THE Church of England “needs strong Catholic hearts and voices” to defeat the proposed legislation on women bishops, a group of Anglo-Catholic bishops said in an open letter to their constituency last week.
The letter is signed by 15 bishops from Forward in Faith, including the Bishop of Fulham, the Rt Revd John Broadhurst, the Bishop of Chichester, Dr John Hind, and the three Provincial Episcopal Visitors. It urges traditionalists to “engage in the debate and discussion” when the legislation from General Synod goes to the dioceses, which is the next stage in the process.
The Bishops urge their supporters to be “active in the election process for the next quinquennium of the General Synod when the two-thirds majority in each House will be required if the legislation is to pass”.
The Bishops say these are “grave times” for the Church of England. Bringing in women bishops will mean a “disastrous cost to Catholic unity”, and will “not provide room for our tradition to grow and flourish”.
They are sceptical of a code of practice “yet to be written”, and question whether “such an inadequate provision will be honoured in the long term”. The Bishops write that neither the revision committee’s report nor the legislation showed proper understanding of their reservations.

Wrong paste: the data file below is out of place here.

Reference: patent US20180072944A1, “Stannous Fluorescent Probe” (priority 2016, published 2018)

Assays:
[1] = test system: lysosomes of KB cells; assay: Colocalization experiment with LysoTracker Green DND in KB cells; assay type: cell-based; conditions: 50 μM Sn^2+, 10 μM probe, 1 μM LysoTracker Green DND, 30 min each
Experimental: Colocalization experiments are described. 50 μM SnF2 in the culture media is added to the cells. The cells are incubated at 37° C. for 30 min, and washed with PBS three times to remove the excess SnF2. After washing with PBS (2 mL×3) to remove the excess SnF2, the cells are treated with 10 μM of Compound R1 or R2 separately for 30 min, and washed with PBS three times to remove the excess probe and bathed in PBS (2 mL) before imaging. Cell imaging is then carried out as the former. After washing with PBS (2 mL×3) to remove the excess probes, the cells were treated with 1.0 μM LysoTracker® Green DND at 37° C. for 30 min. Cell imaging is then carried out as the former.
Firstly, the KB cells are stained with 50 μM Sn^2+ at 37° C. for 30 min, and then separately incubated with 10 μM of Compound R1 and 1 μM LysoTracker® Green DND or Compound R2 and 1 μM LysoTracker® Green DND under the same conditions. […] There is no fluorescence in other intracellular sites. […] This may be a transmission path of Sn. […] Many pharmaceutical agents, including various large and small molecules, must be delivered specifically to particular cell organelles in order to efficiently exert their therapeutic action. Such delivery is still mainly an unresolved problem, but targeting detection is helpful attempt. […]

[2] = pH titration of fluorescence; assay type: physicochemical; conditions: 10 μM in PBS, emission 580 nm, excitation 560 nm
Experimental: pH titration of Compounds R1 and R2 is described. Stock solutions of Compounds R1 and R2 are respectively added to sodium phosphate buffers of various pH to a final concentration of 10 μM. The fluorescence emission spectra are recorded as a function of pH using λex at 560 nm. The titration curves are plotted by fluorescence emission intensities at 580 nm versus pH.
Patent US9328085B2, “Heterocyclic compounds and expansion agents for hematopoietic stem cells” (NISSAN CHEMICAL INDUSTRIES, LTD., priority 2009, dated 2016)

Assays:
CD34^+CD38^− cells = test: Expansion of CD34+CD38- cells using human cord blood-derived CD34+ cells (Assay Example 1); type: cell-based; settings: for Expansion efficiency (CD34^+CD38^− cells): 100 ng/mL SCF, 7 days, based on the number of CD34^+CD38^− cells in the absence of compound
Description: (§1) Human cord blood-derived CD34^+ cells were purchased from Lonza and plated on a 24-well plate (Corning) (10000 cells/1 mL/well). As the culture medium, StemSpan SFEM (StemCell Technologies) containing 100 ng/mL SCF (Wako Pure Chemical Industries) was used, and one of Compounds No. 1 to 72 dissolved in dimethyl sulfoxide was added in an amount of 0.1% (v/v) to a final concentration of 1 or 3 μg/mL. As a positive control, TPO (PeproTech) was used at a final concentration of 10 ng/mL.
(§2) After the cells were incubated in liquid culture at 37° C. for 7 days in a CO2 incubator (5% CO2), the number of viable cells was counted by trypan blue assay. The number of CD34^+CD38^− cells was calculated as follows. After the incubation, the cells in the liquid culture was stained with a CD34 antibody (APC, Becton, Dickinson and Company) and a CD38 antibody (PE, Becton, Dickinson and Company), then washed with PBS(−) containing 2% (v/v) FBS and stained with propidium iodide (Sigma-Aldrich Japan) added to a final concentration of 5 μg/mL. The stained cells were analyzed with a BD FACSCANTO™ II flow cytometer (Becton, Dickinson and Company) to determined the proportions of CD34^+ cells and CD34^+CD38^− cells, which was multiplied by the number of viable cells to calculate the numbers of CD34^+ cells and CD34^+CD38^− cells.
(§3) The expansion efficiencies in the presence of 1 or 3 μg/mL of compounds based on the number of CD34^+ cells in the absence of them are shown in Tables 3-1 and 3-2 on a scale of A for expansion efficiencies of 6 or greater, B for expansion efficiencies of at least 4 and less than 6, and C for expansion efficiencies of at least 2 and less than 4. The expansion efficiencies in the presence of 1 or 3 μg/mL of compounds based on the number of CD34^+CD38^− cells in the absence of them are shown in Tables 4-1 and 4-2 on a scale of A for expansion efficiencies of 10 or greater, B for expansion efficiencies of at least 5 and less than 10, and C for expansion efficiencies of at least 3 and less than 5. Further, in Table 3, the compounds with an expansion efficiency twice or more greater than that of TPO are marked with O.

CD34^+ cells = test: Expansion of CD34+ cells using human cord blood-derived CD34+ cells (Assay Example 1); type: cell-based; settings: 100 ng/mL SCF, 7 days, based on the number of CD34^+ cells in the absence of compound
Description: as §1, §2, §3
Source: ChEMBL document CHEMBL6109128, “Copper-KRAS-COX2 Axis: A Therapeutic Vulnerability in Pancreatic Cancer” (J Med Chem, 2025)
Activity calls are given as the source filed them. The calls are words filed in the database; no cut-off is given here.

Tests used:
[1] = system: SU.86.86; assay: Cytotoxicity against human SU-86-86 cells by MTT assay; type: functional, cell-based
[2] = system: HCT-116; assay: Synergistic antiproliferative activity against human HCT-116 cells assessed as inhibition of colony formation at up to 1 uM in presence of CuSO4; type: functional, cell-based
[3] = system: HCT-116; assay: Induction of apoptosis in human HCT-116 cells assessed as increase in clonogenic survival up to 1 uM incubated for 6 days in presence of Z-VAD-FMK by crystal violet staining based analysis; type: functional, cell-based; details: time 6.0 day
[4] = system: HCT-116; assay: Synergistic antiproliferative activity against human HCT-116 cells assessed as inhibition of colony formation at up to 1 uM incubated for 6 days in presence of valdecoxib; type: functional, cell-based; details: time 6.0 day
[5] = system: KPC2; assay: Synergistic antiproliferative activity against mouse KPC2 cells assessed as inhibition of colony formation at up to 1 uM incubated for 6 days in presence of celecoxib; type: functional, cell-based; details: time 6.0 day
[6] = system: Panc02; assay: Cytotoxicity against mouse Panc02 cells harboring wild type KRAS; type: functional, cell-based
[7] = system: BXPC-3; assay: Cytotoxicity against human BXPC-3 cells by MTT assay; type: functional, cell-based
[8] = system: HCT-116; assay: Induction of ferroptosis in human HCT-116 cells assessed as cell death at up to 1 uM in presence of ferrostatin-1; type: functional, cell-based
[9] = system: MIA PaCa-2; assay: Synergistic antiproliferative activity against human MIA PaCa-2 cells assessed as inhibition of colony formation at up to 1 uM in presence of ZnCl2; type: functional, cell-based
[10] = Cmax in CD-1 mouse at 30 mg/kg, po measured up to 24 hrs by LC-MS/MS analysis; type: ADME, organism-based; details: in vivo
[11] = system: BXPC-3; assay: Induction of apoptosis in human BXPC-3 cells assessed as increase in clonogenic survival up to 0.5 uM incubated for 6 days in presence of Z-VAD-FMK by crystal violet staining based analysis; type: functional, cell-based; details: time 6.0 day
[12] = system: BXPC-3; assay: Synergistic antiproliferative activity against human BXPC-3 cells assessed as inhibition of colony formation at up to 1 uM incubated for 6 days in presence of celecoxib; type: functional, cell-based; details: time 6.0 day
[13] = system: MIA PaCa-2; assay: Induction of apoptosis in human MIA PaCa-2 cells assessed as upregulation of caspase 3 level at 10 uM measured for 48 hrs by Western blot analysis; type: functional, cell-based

They acknowledge that they must now accept that a majority are in favour of women bishops, but say that “a significant percentage of those in authority will not encourage or embrace with enthusiasm the traditional integrity or vocations within it”, nor “desire to create a structure” that will accommodate them.
The letter, which has been sent to 1000 clergy members of Forward in Faith, says that the narrow defeat of the Archbishops’ amendment at General Synod suggests that there is “a measure of disquiet in the majority about proceeding without a provision acceptable to traditionalists”. It cautioned that while the press was speaking as if the legislation was all passed, “final synodical approval is still some way off”.
It acknowledges that some Anglo-Catholics are resolved already to join the Ordinariate offered by Pope Benedict XVI, and some may do so in the future.
The Bishops say that they are united in their belief “that the Church of England is mistaken in its actions”, but acknowledge that they are “not united as to how we should respond to these developments”.
Forward in Faith clergy meetings are due to take place in both provinces next month to discuss the future.